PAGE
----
God did not just give Adam and Eve a desire for things like wisdom, but He also gave them the very practical desire for food. This desire would ensure they maintain a healthy physical body. Without it they would be likely to starve their bodies through forgetfulness and neglect. And to fulfill this desire God provided them with a variety of tasty and attractive fruits. The desire for food and the desire for wisdom were God given, and therefore, godly desires.

These desires were good and holy, but they were corruptible; it was possible to pervert them. They were good as long as they remained in submission to the will of God, and were fulfilled in the way He had ordained.

When Satan came on the scene he sought to distort Adam and Eve’s godly desires for food and wisdom. He corrupted them by putting “their bellies” (i.e. their appetite and desire) in the place reserved for God alone (Phil. 3:19). He told them that they should not follow the will of God, but their own will. “What God desires,” he said to them, “is not as important as what you desire.” Satan is a corrupter of God’s good creation. He caused Adam and Eve to rebel against God by teaching them to follow their earthly desires instead of their heavenly God. He taught them to follow the same path he had taken by setting themselves up as lords over their own lives.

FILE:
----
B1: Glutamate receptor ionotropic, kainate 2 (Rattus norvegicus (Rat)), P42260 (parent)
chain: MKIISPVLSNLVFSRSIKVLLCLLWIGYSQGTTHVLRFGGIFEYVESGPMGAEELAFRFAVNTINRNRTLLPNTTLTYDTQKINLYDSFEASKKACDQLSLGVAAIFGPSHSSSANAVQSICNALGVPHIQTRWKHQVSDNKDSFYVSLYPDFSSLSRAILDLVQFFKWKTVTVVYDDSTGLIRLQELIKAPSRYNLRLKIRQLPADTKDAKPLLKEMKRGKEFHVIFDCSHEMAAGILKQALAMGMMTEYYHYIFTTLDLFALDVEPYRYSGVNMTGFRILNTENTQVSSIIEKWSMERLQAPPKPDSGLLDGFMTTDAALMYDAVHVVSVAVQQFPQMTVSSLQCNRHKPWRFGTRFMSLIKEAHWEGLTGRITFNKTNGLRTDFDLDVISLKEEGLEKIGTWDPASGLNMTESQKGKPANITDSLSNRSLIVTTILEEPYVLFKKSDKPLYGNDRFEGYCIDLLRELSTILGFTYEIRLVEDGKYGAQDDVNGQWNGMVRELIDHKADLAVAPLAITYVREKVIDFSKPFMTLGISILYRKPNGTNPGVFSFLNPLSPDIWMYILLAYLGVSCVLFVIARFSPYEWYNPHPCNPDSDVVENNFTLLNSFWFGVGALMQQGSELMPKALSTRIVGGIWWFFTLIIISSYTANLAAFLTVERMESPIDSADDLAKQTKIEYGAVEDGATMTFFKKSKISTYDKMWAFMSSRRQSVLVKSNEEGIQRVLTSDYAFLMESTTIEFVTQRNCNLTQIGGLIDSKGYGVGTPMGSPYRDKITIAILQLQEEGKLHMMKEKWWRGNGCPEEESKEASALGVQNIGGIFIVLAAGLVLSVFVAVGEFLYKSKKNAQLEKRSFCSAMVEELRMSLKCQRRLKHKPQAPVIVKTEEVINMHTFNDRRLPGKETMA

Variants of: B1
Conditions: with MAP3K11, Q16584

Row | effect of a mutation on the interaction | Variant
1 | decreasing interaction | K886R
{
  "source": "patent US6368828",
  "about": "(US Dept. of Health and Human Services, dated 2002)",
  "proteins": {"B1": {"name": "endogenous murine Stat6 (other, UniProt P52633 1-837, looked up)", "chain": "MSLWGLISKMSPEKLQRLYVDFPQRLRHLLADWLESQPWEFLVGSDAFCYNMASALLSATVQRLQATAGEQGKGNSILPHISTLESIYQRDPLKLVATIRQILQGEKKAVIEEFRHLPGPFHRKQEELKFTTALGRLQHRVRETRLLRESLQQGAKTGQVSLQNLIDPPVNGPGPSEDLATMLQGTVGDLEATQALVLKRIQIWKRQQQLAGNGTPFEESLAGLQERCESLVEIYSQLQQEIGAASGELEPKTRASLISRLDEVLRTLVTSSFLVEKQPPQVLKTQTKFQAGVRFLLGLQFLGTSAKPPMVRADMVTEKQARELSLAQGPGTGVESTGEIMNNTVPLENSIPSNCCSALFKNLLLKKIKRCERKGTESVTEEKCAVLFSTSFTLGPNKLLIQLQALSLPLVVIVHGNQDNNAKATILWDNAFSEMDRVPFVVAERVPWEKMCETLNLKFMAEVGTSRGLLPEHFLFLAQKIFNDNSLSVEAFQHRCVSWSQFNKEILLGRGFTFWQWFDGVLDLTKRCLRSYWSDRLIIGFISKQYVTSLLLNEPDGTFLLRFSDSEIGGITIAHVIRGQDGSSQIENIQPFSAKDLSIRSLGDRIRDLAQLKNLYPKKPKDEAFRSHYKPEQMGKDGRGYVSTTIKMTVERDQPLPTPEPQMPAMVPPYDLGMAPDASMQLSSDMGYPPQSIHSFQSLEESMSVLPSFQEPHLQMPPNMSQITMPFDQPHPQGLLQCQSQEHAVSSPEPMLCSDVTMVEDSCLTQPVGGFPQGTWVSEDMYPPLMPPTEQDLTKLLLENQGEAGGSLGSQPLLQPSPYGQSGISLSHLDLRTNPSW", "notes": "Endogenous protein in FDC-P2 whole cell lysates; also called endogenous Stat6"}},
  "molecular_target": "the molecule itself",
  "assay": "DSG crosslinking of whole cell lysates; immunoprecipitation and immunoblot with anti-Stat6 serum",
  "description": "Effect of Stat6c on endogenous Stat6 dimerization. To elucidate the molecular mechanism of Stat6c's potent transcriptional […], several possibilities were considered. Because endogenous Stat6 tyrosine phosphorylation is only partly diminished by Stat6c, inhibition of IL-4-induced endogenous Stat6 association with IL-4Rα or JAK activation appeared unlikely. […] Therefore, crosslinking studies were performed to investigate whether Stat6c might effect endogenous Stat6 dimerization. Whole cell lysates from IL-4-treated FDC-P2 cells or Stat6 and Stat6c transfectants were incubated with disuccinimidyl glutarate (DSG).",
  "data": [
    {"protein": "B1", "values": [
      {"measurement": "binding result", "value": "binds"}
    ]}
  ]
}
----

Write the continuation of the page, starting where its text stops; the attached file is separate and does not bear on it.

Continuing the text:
When they followed Satan’s path the immediate consequence was spiritual death. Spiritual death is not the death of the human spirit as some imagine, but it is a relational separation between God and Man. The spirits of the first couple had been created for uninterrupted fellowship with the Holy Spirit, but when they rebelled against God, that connection was severed. They were left without the clear guidance and fellowship of God’s Spirit. Their relationship with God had died! They no longer had the option of following God through the light of the Spirit, but were left to follow the desires of their bodies and their minds. Their spirit was no longer captivated by the desires of God, but became focused on their earthly desires.